BFCN decided to Interview Neil after seeing an inspirational video of his on YouTube. Neil is passionate about helping other coaches and his video ‘How to become a professional football coach’ can be seen at the bottom of this article.
Name, age, where you are based?
Neil Ormond, 28, Dubai – UAE
Tell us a bit about your coaching journey…
I began my journey as a grass routes coach, volunteering at a FA standard Chartered club in Liverpool. From there I gained further experience, coaching different age groups within the grass roots club I was based at, whilst gaining the FA level 1 & Level 2 qualification. During that time, I applied for many overseas full-time coaching roles and was interviewed by Middle East Youth Soccer in Dubai. Fortunately, I got offered the role after an intense week of delivering sessions to their after-school classes, recreation teams and advanced squads.
I stayed as an academy coach for M.E.Y.S.O for 3 years. The final year I travelled back and forth to the U.K. to complete the UEFA B Licence – This was a qualification I wanted to achieve to develop personally and to enhance my coaching knowledge.
Shortly after passing the final assessment, I was put forward for an interview by my FA mentor on the course, for an academy coaching position at Wigan Athletic F.C. Working at a Professional Academy was something I strived towards and was the next step on my coaching journey. Accepting the position and returning to England, I worked within the Foundation Phase age groups at WAFC and also was recruited as an International Coach at Liverpool F.C. During this time, I completed the FA Youth module award and then was invited to St. Georges Park to complete the F.A. Advanced Youth Award. This course offered me a tremendous amount of support, as the WAFC club mentor would view and evaluate my sessions 8 times during the season. This supplemented the various course blocks I attended throughout the year. Both job roles complimented each other greatly, as I was working at a professional club, within an elite environment and then travelling to different countries to coach mixed ability players.
Where are you at now?
I have since returned to M.E.Y.S.O in Dubai as Head coach, overseeing the academy, curriculum and coach education. The age groups range from U6’s – U16’s, all of which have recreation, development and advanced groups.
As there is a lot of competition within this region for independent academies, our aim is to produce the best possible environment for the players to learn but also have fun. Having good relationships with players and parents is something we strive towards. We want all players to look back on these years as the best moments in their lives.
What’s been the best thing for your personal development?
For me, the best way to develop is to learn from other coaches. Whether it be from someone who has just started their coaching journey or someone who has done it for many years, I feel there is always something to learn from everyone. Personally, I learnt a lot from working at Wigan Athletic F.C. - The curriculum in place there teaches the players key principles and encourages the players to be as expressive as possible, within the tactical reigns of the 7v7, 9v9 and 11v11 format. My coaching colleagues were very open minded to the evolution of the game and were never afraid to share their ideas and information. For me, this is the best environment to work in.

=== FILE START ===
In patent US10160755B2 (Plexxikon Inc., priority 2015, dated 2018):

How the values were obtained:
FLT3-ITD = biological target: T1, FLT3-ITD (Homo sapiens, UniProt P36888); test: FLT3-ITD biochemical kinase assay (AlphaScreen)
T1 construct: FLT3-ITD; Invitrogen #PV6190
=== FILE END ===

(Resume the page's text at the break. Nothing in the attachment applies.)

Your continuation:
Has anything working abroad developed you more than if you were working in UK?
Working overseas gives you a unique opportunity to work with a variety of different cultures and ethnicities. In the past I have coached players who’s first language has not been English. This has made me focus on how I communicate my message to the players, either through demonstrations or visuals. Seeing players apply themselves to practice to the best of their ability in this circumstance, gives me greater job satisfaction. It makes me feel I have communicated the message across sufficiently – however, this takes a lot of practice!
How supportive have your home FA been with you while working abroad?
Honestly, I have found it tough to stay closely connected to the FA and the CPD whilst being abroad. Being a level 4 coach, I’m required to complete the relevant CPD hours in order to renew my license annually. Thankfully I can achieve this online through their web-based portal. However, I have to be proactive to seek any additional professional development. I try to look at this as a positive, as it gives me freedom to search other avenues I may not have previously looked.
Did you feel you needed to move abroad to work full-time in football?
Moving abroad has allowed me to full-fill my ambition of working within football on a full-time basis. Although, I gained great experience working at two fantastic football clubs in the UK, I found it to be extremely difficult to gain a full-time coaching position. There is a high level of competition for every role that is advertised, and the ones who are in full-time roles, understandably, won’t give their positions up easily. I feel It’s all about timing and a little bit of luck. I made a number of genuine friendships with ex-work colleagues in the UK and often check in with them to see how everything is going back home. Staying connected is so important.
How receptive are foreign coaches to British coaches working abroad?
In my experience British coaches overall have positive feedback and are welcomed into the overseas coaching environments. Non-UK coaches have been very receptive to my ideas and thought processes when it comes to coaching. For me, its key to have an open mind and also be receptive to ideas from coaches who are from other countries too. I have learnt a lot by doing this. I believe this is a key element to ga